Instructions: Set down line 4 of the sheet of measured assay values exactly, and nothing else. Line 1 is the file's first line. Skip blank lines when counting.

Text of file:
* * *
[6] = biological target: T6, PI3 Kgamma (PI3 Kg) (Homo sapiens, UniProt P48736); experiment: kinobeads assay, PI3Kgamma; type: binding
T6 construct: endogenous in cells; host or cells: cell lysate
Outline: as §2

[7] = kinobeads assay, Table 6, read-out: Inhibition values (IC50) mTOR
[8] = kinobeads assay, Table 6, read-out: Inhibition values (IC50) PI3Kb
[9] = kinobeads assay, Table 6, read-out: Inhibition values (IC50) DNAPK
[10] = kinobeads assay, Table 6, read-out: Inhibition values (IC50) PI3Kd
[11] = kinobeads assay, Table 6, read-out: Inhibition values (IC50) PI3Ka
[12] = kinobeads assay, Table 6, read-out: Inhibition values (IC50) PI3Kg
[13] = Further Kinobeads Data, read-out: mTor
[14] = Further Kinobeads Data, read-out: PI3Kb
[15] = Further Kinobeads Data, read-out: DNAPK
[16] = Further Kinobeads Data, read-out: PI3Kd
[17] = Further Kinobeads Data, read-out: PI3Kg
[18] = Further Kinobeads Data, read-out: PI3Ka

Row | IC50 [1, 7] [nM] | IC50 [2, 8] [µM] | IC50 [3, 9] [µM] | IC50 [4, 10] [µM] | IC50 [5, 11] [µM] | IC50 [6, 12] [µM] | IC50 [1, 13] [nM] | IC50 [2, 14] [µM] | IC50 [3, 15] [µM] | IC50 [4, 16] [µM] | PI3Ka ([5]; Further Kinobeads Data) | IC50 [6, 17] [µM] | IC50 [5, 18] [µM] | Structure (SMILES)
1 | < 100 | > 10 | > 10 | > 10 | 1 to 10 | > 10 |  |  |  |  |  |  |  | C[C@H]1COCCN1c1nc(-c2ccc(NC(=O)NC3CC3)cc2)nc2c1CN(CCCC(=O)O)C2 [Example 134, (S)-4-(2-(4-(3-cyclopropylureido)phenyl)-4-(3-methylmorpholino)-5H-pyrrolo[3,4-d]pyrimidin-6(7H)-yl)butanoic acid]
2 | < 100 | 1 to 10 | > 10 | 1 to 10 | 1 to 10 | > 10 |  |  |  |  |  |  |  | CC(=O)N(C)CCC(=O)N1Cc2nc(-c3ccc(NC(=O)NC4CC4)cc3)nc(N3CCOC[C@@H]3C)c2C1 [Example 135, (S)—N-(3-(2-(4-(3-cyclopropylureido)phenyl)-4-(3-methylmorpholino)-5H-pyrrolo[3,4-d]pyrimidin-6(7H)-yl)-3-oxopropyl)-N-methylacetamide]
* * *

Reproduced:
[7] = kinobeads assay, Table 6, read-out: Inhibition values (IC50) mTOR